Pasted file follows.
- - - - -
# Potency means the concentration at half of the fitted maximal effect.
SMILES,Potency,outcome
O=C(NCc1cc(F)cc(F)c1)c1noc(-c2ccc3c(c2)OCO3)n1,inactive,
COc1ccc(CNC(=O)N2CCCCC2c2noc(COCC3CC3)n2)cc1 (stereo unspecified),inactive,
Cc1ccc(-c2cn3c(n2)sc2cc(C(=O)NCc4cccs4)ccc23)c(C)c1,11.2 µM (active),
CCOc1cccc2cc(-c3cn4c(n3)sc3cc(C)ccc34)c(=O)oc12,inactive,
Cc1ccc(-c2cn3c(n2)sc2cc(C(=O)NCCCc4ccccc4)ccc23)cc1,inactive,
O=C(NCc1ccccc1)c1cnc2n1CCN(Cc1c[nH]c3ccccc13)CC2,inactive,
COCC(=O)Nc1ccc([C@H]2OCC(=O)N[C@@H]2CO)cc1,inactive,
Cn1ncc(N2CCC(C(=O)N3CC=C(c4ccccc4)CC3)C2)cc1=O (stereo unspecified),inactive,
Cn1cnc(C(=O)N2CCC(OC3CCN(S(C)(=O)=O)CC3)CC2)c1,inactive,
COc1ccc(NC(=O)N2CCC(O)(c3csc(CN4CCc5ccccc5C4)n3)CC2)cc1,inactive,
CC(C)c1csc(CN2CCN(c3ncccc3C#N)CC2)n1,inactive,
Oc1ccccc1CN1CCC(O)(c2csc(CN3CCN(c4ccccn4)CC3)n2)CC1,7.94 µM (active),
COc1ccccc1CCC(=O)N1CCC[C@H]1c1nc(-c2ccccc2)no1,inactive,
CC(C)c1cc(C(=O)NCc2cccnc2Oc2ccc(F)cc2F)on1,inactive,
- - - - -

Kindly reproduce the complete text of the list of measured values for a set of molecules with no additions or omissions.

# Potency means the concentration at half of the fitted maximal effect.
SMILES,Potency,outcome
O=C(NCc1cc(F)cc(F)c1)c1noc(-c2ccc3c(c2)OCO3)n1,inactive,
COc1ccc(CNC(=O)N2CCCCC2c2noc(COCC3CC3)n2)cc1 (stereo unspecified),inactive,
Cc1ccc(-c2cn3c(n2)sc2cc(C(=O)NCc4cccs4)ccc23)c(C)c1,11.2 µM (active),
CCOc1cccc2cc(-c3cn4c(n3)sc3cc(C)ccc34)c(=O)oc12,inactive,
Cc1ccc(-c2cn3c(n2)sc2cc(C(=O)NCCCc4ccccc4)ccc23)cc1,inactive,
O=C(NCc1ccccc1)c1cnc2n1CCN(Cc1c[nH]c3ccccc13)CC2,inactive,
COCC(=O)Nc1ccc([C@H]2OCC(=O)N[C@@H]2CO)cc1,inactive,
Cn1ncc(N2CCC(C(=O)N3CC=C(c4ccccc4)CC3)C2)cc1=O (stereo unspecified),inactive,
Cn1cnc(C(=O)N2CCC(OC3CCN(S(C)(=O)=O)CC3)CC2)c1,inactive,
COc1ccc(NC(=O)N2CCC(O)(c3csc(CN4CCc5ccccc5C4)n3)CC2)cc1,inactive,
CC(C)c1csc(CN2CCN(c3ncccc3C#N)CC2)n1,inactive,
Oc1ccccc1CN1CCC(O)(c2csc(CN3CCN(c4ccccn4)CC3)n2)CC1,7.94 µM (active),
COc1ccccc1CCC(=O)N1CCC[C@H]1c1nc(-c2ccccc2)no1,inactive,
CC(C)c1cc(C(=O)NCc2cccnc2Oc2ccc(F)cc2F)on1,inactive,